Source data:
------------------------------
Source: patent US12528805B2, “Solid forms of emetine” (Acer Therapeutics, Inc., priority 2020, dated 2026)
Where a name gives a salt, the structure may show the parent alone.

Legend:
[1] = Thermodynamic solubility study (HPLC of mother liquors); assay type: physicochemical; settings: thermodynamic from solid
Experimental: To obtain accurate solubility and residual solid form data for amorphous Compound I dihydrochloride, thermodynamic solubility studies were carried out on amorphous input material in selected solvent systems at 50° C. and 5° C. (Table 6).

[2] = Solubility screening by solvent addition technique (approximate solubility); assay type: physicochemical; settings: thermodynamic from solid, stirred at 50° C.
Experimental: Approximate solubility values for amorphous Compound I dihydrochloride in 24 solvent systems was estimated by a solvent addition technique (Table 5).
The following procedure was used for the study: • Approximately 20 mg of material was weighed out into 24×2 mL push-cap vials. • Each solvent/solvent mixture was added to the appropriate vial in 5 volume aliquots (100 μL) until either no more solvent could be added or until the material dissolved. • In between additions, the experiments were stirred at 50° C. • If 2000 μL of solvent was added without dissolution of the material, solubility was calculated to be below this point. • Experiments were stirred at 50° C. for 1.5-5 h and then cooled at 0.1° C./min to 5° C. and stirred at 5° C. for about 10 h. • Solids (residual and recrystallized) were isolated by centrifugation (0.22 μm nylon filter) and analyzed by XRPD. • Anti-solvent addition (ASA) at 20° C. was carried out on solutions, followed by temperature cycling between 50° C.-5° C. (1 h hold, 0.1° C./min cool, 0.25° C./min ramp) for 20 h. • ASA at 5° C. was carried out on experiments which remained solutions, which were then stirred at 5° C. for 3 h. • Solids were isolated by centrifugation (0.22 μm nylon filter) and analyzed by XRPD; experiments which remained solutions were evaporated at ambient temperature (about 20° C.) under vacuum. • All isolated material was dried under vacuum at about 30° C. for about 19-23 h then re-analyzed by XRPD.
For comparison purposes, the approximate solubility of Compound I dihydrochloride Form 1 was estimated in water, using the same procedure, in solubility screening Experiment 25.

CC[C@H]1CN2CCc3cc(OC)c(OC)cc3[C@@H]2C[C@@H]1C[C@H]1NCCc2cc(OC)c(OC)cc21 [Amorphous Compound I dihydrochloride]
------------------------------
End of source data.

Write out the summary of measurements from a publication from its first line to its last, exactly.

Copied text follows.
Source: patent US12528805B2, “Solid forms of emetine” (Acer Therapeutics, Inc., priority 2020, dated 2026)
Where a name gives a salt, the structure may show the parent alone.

Legend:
[1] = Thermodynamic solubility study (HPLC of mother liquors); assay type: physicochemical; settings: thermodynamic from solid
Experimental: To obtain accurate solubility and residual solid form data for amorphous Compound I dihydrochloride, thermodynamic solubility studies were carried out on amorphous input material in selected solvent systems at 50° C. and 5° C. (Table 6).

[2] = Solubility screening by solvent addition technique (approximate solubility); assay type: physicochemical; settings: thermodynamic from solid, stirred at 50° C.
Experimental: Approximate solubility values for amorphous Compound I dihydrochloride in 24 solvent systems was estimated by a solvent addition technique (Table 5).
The following procedure was used for the study: • Approximately 20 mg of material was weighed out into 24×2 mL push-cap vials. • Each solvent/solvent mixture was added to the appropriate vial in 5 volume aliquots (100 μL) until either no more solvent could be added or until the material dissolved. • In between additions, the experiments were stirred at 50° C. • If 2000 μL of solvent was added without dissolution of the material, solubility was calculated to be below this point. • Experiments were stirred at 50° C. for 1.5-5 h and then cooled at 0.1° C./min to 5° C. and stirred at 5° C. for about 10 h. • Solids (residual and recrystallized) were isolated by centrifugation (0.22 μm nylon filter) and analyzed by XRPD. • Anti-solvent addition (ASA) at 20° C. was carried out on solutions, followed by temperature cycling between 50° C.-5° C. (1 h hold, 0.1° C./min cool, 0.25° C./min ramp) for 20 h. • ASA at 5° C. was carried out on experiments which remained solutions, which were then stirred at 5° C. for 3 h. • Solids were isolated by centrifugation (0.22 μm nylon filter) and analyzed by XRPD; experiments which remained solutions were evaporated at ambient temperature (about 20° C.) under vacuum. • All isolated material was dried under vacuum at about 30° C. for about 19-23 h then re-analyzed by XRPD.
For comparison purposes, the approximate solubility of Compound I dihydrochloride Form 1 was estimated in water, using the same procedure, in solubility screening Experiment 25.

CC[C@H]1CN2CCc3cc(OC)c(OC)cc3[C@@H]2C[C@@H]1C[C@H]1NCCc2cc(OC)c(OC)cc21 [Amorphous Compound I dihydrochloride]